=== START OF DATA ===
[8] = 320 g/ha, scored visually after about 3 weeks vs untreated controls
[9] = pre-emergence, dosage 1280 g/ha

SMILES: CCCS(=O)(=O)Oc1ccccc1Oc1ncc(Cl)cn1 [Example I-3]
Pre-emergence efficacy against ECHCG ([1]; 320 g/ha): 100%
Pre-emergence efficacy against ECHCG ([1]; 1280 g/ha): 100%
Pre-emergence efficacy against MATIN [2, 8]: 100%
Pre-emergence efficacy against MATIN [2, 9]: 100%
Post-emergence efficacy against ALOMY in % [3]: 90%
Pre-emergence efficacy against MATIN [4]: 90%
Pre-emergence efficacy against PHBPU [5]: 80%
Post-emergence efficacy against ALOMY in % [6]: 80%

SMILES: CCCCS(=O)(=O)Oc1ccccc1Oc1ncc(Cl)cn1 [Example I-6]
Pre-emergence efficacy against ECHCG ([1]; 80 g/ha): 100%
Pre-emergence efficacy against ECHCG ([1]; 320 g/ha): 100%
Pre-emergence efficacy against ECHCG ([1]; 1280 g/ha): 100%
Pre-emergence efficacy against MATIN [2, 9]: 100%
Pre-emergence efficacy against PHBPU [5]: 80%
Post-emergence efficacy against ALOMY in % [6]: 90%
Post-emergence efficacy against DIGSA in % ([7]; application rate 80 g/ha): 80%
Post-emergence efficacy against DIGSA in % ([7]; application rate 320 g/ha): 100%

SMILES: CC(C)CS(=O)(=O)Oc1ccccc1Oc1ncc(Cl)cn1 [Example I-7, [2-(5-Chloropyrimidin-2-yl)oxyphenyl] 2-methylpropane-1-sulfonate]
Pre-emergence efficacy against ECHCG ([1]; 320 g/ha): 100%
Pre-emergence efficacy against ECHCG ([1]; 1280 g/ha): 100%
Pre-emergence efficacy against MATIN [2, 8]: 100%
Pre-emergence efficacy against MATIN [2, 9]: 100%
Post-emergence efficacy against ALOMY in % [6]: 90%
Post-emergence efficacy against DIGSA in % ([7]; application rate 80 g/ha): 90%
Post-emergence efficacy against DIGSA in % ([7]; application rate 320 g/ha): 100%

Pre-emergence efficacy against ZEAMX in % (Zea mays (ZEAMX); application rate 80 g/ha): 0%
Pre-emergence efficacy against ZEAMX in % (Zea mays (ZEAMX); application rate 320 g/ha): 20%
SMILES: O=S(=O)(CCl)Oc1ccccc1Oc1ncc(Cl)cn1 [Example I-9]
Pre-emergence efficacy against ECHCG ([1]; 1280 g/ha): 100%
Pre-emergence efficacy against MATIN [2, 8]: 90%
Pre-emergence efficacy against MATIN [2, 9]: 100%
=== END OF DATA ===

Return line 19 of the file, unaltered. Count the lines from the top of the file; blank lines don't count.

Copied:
Post-emergence efficacy against DIGSA in % ([7]; application rate 80 g/ha): 80%